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Required data transfer rate for DV?

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Required data transfer rate for DV?
on Aug 25, 2004 at 5:01:35 pm

Hi guys...

New to video editing (getting into it to help a friend). I've been looking around and found out that DV is about 3.5MB/sec (just under 13GB for an hour).

With that in mind, I have a couple questions.

Why are people saying that a striped raid setup is required for long projects? A decent quality IDE drive far exceeds that data transfer rate. (My Maxtor 120GB runs at 48.8 MB/sec average... as high as 68 on the outside of the platter, and down to about 32 in the very inside). So why RAID? Is there something I am missing?

I understand why you want a separate drive (on it's own channel) for your video storage, but I don't see why a striped raid would be necessary.

I've also heard that firewire is the preferred transfer method for external devices. It makes sense that Firewire is used, but why is USB 2.0 treated like a red-headed stepchild? The max transfer is higher (60MB/sec vs. 50MB/sec). Is there some other downside to USB that makes Firewire the preferred standard, or is it just that USB 1.0 wasn't fast enough so there is a lasting stigma?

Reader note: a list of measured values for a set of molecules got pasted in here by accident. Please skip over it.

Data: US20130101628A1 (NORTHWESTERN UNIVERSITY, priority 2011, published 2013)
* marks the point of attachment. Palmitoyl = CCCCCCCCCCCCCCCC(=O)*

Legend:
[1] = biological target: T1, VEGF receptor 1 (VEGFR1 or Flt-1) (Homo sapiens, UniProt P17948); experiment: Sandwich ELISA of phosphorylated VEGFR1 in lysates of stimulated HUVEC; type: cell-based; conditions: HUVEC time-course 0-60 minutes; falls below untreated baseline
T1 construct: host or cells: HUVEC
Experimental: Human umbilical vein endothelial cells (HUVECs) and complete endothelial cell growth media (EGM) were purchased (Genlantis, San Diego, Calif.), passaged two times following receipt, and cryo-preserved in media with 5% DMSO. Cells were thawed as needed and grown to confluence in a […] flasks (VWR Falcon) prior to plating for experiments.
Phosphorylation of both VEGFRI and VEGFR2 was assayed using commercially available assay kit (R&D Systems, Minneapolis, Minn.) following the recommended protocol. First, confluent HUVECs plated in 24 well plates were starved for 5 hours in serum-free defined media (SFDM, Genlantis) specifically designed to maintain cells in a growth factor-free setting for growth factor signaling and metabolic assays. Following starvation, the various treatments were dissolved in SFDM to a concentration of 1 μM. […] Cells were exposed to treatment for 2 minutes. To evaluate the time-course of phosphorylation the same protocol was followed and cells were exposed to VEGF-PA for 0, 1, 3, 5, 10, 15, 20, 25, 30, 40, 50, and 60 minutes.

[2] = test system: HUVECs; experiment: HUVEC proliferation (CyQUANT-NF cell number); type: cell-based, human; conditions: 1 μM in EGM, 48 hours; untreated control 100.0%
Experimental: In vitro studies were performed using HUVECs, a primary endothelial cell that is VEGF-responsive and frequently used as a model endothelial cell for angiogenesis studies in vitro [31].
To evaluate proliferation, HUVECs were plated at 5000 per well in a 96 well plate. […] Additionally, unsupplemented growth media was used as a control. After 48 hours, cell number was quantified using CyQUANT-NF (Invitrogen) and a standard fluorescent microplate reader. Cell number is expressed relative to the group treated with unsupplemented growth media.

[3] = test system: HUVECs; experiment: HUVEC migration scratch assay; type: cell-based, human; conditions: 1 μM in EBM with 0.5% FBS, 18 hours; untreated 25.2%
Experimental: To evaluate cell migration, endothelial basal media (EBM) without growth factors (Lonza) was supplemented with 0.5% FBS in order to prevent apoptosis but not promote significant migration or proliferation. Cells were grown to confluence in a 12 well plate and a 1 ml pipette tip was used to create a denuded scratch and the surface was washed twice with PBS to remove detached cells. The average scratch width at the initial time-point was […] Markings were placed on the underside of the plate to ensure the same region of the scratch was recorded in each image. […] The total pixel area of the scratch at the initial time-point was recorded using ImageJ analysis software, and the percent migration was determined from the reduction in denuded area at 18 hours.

How much bandwidth is required for audio? (I understand that there are different quality settings that would vary.. so I guess I'm looking for a range, or an estimate for above average sound quality.

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John Q
Re: Required data transfer rate for DV?
on Aug 26, 2004 at 3:06:07 am

You're right. Almost any internal drive available today can sustain the throughput required for multiple streams of DV.

I did use RAID on my video editing system, when the largest drives you could buy were 27 GB, barely sufficient to hold 2 hours of video. Today RAID only really makes sense for servers, where the RAID is a fault tolerant RAID 5 with hot swappable drives. I have a drive fail on my servers about every 18 months. Since RAID 5 has data redundancy, I can swap out the bad drive without losing a bit.

When the DV standard was written, the only practical choice was firewire.

DV audio is 48 KHz 16-bit stereo PCM. For DVD's, you can either use the PCM or recompress it to AC-3 to save more bits for your video. I typically encode my AC-3 at 192 kb/sec.

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